Immigration Minister has a plan to increase Immigration in Canada

John McCallum, the immigration Minister of Canada has a plan to increase immigration beyond its current record level to fulfil the country’s labour need. McCallum made his pitch during a speech to the Canadian Chamber of Commerce in the Philippines pointing to an aging population and looming labour shortages.

Earlier in the week, McCallum was in Beijing, where he sought to open more offices where Chinese can apply for visas, in the hope of attracting more high-skilled workers. The Trudeau government is already seeking to admit between 280,000 and 305,000 new permanent residents in 2016, a record increase from the 260,000 to 285,000 newcomers the previous Conservative government had planned to welcome by the end of 2015. McCallum said no final decision on immigration has been made and that he has to get his cabinet colleagues on board with his new plan and convince Canadians it's the right thing to do.

Reducing barriers to immigration

The Express Entry system, launched under the previous Conservative government promised transformative changes to Canada’s economic immigration policy. McCallum says they will ease some of the rules to make it easier for international students to come to Canada and become permanent residents.

McCallum is also reviewing what is known as a labour market impact assessment (LMIA), a document all employers need to hire foreign nationals over Canadian workers and which could do be done away with in some instances.

Businesses have also said the biggest flaw with Express Entry is a requirement the previous government borrowed from the temporary foreign worker program.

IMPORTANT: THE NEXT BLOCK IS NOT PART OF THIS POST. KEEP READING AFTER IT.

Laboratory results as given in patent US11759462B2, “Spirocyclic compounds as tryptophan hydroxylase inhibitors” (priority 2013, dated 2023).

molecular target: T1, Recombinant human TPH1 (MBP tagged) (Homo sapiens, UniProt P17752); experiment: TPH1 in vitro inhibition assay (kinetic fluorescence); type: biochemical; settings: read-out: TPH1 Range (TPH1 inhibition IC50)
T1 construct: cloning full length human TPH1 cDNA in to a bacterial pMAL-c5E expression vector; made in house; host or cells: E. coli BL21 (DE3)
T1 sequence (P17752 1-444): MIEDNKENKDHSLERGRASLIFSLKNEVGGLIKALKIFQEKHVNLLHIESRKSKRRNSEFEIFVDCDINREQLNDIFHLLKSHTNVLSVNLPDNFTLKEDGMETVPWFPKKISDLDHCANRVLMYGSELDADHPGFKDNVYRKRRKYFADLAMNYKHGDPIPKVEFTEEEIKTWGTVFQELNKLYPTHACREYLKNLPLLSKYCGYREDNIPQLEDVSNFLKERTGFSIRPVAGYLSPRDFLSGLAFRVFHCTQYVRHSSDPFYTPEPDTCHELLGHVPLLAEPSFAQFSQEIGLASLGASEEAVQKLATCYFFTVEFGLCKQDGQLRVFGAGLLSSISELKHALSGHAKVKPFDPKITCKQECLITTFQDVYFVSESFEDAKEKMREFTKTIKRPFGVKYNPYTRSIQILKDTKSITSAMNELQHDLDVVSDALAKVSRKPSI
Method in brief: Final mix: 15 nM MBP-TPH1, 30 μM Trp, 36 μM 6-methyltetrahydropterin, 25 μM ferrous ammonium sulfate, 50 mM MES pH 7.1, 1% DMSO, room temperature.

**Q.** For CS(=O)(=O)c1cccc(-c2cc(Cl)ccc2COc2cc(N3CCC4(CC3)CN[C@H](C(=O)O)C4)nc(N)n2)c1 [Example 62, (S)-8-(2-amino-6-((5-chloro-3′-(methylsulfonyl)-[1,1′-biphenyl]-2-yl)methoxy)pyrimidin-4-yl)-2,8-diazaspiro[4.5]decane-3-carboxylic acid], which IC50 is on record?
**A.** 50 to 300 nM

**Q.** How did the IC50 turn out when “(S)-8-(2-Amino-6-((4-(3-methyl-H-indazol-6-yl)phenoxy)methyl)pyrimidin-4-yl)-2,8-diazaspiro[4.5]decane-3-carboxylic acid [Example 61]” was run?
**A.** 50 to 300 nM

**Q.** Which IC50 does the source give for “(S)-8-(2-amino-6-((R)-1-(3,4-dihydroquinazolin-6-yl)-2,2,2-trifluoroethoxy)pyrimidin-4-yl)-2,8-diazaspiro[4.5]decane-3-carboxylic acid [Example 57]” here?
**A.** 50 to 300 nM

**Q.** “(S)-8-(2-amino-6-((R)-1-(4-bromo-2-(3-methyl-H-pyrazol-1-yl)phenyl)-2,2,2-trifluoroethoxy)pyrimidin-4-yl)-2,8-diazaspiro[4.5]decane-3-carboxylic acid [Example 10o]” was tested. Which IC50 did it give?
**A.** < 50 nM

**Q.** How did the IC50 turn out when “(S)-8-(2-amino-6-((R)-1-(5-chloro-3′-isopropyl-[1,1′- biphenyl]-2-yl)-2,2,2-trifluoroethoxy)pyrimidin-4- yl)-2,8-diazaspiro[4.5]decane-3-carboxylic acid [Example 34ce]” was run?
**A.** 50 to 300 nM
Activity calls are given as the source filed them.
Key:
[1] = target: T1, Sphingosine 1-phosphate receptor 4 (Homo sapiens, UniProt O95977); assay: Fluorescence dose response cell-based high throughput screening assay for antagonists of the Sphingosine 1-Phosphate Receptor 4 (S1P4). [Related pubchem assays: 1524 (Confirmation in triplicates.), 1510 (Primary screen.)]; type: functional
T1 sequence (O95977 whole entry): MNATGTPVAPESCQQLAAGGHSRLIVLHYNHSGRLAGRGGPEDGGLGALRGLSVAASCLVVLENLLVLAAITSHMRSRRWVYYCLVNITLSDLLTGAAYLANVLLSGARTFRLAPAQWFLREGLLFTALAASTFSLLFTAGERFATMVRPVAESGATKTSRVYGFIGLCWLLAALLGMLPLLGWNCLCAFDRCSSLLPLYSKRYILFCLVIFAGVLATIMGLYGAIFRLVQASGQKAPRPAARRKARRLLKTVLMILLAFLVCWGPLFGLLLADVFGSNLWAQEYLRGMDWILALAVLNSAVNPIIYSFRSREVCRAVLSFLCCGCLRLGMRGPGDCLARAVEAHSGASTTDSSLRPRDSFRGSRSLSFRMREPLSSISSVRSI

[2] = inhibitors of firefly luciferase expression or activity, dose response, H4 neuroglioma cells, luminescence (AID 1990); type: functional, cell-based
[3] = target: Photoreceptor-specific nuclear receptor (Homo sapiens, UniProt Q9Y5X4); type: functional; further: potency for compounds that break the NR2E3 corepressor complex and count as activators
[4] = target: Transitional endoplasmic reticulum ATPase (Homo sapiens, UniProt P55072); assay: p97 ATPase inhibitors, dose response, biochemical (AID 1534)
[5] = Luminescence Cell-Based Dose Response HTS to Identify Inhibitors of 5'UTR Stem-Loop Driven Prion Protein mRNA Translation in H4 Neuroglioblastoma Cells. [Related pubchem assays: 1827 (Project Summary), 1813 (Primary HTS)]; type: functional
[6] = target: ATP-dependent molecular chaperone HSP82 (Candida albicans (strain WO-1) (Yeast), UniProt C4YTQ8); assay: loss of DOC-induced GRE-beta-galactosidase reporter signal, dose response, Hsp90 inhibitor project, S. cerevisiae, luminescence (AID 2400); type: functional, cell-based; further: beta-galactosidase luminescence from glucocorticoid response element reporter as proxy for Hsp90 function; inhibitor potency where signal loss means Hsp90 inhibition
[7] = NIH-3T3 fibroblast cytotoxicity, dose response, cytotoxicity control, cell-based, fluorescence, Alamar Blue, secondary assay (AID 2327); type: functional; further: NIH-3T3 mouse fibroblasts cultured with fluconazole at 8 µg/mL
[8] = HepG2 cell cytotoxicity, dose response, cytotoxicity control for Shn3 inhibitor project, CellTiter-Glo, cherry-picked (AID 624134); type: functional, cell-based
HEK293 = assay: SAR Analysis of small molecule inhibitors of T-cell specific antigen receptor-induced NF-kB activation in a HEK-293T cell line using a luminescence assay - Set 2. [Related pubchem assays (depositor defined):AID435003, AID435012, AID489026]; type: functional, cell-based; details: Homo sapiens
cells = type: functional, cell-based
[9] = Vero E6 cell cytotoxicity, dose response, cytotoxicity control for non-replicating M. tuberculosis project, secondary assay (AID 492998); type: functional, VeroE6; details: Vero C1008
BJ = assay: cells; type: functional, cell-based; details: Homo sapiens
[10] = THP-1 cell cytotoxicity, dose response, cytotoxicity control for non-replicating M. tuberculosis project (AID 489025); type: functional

"So we're going to make it easier for international students, we're going to reduce some of the barriers in our immigration system … we don't think that every immigrant needs to go through what we call a labour market impact assessment process. We think it can be simplified. We think there are some rules which are no longer necessary," McCallum said.

McCallum, who worked as a chief economist at one of Canada's Big Five banks and a professor of economics before he entered politics, also acknowledged he has his work cut out for him. McCallum says "Not every Canadian will agree. But I think with our mind set of welcoming newcomers in the beginning, with the facts of the labour shortages, aging population, we have a good case to make, and I think we will be able to convince a higher proportion of Canadians that this is the right way for Canada to go."

The Philippines is currently the top source country for permanent residents in Canada, according to data published by Immigration, Refugees and Citizenship Canada as of May 31. The immigration minister also said that processing times for reuniting families from the Philippines has dropped dramatically to 12 months.